As discussed in this post's predecessor, Charity Telemarketing I: The Problem, the use of telemarketers to raise funds for charities has become a problem due to the large scale of their campaigns, the minimal funds that reach charities, and the failure of accounting records to reflect this dichotomy. Given the problem, I now offer up a few possible remedies for consideration. They are surely not panaceas, but they may help...
- Limit tax deductions for telemarketing donations. Currently, a donor who gives say $100 in a charity telemarketing campaign gets a tax deduction of $100, even if only $5 actually reaches the charity. Ideally, the tax rules would be adjusted to permit only a $5 deduction. This would also require charities to report the amount of a donor's gift they received. Realistically, however, contracts with telemarketers can be written to get around any such requirement (say by making the payments primarily fixed rather than vary with donation amounts). Perhaps a more realistic requirement is that only donations given directly to a charitable organization are tax deductible. This would at least require any telemarketers to themselves be charities in order to solicit tax-deductible donations.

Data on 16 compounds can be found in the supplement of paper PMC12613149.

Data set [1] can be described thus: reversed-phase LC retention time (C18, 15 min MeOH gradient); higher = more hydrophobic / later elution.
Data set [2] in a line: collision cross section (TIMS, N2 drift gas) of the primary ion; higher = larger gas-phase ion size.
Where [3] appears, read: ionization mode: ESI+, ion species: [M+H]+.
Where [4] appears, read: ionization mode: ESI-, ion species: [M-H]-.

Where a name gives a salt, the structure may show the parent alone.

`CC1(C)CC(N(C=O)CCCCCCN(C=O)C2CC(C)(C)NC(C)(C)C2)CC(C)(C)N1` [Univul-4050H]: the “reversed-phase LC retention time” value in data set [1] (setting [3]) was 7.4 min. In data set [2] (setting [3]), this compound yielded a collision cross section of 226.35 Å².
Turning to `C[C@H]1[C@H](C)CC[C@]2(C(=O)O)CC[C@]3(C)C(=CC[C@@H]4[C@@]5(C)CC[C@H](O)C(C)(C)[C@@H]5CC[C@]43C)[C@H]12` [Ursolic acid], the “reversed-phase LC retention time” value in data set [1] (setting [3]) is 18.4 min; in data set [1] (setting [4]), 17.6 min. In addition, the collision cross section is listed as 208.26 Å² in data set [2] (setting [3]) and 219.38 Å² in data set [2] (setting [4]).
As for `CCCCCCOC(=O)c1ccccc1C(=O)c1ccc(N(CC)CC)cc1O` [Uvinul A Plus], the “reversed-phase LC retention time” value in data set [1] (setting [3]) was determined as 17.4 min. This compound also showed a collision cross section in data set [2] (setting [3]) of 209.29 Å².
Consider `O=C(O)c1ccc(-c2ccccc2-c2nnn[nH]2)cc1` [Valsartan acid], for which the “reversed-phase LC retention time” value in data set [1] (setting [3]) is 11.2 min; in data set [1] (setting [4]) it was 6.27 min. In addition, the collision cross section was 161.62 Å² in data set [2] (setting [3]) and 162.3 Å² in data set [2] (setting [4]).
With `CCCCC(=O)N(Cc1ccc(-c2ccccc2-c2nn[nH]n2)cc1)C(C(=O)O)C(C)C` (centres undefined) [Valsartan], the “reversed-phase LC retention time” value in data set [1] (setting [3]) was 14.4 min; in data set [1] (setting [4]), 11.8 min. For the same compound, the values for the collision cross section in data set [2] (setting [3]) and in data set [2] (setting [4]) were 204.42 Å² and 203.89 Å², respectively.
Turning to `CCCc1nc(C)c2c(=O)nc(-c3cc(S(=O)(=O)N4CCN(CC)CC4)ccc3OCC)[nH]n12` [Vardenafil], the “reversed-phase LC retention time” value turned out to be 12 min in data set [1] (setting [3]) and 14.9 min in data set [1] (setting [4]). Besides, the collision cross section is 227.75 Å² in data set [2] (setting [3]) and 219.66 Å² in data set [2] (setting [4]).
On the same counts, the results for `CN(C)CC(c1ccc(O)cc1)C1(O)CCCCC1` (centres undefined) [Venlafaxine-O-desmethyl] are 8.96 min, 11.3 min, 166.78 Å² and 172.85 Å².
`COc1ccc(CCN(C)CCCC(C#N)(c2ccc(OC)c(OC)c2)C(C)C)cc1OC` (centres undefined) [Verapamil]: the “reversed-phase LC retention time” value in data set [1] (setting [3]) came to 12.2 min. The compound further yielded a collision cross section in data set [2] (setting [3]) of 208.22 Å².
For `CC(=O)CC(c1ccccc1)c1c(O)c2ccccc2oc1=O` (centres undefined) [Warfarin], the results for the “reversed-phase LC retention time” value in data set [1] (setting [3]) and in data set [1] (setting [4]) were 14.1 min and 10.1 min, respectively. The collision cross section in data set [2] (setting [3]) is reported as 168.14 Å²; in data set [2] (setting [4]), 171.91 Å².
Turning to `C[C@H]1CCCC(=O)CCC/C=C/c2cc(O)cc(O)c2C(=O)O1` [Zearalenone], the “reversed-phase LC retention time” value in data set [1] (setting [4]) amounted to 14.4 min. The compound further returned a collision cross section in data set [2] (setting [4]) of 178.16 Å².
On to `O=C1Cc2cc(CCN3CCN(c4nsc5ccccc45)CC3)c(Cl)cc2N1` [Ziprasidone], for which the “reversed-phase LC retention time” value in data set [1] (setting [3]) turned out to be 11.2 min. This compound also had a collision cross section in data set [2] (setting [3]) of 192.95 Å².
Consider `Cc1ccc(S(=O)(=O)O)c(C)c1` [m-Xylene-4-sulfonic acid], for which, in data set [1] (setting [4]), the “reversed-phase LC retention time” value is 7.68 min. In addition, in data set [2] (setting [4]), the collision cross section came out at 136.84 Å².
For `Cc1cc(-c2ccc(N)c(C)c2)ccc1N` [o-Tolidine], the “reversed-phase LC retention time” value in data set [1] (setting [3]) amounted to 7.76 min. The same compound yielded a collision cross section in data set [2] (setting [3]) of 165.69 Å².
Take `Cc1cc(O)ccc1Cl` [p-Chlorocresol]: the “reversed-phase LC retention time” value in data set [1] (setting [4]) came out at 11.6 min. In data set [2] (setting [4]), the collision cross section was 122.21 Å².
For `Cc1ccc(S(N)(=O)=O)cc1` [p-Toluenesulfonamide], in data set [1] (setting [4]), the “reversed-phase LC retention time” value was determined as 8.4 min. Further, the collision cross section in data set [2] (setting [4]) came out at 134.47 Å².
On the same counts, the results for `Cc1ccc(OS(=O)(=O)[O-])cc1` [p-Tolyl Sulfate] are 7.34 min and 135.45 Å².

- Remove the charity exemption from the do-not-call registry. As discussed before, a key reason telemarketers are targeting charities is because they are exempt from the do-not-call registry. If this exemption were removed, the volume of telemarketing calls would drop precipitously.
- Convince donors to take a more hard-line stance. Currently, watchdog groups urge donors who receive telemarketing calls to side-step the telemarketer and give directly to the organization. However, if donors want charities to see a more pronounced downside of participating in these campaigns, donors should instead take a stand. Donors can contact charities and tell them they will not give to the charity unless and until it ceases the use of telemarketers.
- Require charity financial reports and/or telemarketing scripts to be audited. After all, for profit companies seeking debt financing and/or listing on stock exchanges must not only generate financial reports but are compelled to seek third party audit. For some reason, getting an independent audit of financial reports is viewed as much less essential in the charity world.
What do you think? I welcome other suggestions to help alleviate the problem of excessive charity telemarketing.